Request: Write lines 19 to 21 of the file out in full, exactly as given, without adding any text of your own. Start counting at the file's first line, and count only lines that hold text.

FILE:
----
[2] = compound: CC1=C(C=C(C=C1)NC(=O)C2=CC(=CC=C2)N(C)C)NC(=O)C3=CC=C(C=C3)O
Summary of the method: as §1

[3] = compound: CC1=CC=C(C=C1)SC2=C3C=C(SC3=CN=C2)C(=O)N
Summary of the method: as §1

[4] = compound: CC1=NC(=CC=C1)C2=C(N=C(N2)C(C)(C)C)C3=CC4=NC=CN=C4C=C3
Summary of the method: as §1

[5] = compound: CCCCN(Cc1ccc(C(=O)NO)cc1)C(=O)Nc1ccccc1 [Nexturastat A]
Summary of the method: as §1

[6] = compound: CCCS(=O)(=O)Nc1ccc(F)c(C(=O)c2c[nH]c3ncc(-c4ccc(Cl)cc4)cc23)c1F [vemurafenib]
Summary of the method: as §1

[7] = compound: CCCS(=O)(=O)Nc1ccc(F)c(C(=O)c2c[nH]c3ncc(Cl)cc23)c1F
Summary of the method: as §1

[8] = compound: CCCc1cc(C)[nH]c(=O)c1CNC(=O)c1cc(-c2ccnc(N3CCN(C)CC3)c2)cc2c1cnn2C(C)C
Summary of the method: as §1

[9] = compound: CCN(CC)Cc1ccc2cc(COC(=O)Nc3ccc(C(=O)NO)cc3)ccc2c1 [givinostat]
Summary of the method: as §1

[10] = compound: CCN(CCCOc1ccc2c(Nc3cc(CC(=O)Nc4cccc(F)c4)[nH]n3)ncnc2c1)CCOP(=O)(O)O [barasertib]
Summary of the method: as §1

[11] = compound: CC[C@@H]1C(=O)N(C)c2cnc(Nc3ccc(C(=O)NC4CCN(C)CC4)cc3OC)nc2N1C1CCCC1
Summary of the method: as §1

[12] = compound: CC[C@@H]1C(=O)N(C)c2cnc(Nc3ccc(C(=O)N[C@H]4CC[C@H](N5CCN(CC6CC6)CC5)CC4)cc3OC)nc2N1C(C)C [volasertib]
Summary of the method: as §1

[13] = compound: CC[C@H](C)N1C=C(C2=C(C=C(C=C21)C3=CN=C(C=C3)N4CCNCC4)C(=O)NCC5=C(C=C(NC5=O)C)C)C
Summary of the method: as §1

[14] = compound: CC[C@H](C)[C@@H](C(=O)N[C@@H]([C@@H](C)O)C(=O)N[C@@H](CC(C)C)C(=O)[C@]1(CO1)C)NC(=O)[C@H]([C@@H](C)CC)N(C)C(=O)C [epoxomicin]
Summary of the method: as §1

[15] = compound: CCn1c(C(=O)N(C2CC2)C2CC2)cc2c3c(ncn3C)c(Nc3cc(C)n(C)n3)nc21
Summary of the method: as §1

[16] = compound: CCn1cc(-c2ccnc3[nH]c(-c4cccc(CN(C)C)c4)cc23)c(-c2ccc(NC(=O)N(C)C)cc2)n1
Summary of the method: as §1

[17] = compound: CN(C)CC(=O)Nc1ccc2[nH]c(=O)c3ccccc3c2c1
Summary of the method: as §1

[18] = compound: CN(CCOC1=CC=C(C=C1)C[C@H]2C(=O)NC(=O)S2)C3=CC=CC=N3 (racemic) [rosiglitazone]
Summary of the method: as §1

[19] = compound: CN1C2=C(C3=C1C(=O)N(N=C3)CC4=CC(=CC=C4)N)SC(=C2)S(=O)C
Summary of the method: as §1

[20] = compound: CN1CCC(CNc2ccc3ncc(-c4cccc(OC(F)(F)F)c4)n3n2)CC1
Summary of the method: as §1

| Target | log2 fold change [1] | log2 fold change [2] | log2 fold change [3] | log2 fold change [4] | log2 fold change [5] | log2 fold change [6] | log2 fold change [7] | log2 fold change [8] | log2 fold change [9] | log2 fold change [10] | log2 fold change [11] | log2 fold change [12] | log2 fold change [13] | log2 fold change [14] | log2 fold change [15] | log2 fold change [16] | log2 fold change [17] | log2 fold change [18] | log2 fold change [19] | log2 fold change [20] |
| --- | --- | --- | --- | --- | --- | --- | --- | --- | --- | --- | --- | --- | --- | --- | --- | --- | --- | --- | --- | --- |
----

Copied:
[11] = compound: CC[C@@H]1C(=O)N(C)c2cnc(Nc3ccc(C(=O)NC4CCN(C)CC4)cc3OC)nc2N1C1CCCC1
Summary of the method: as §1

[12] = compound: CC[C@@H]1C(=O)N(C)c2cnc(Nc3ccc(C(=O)N[C@H]4CC[C@H](N5CCN(CC6CC6)CC5)CC4)cc3OC)nc2N1C(C)C [volasertib]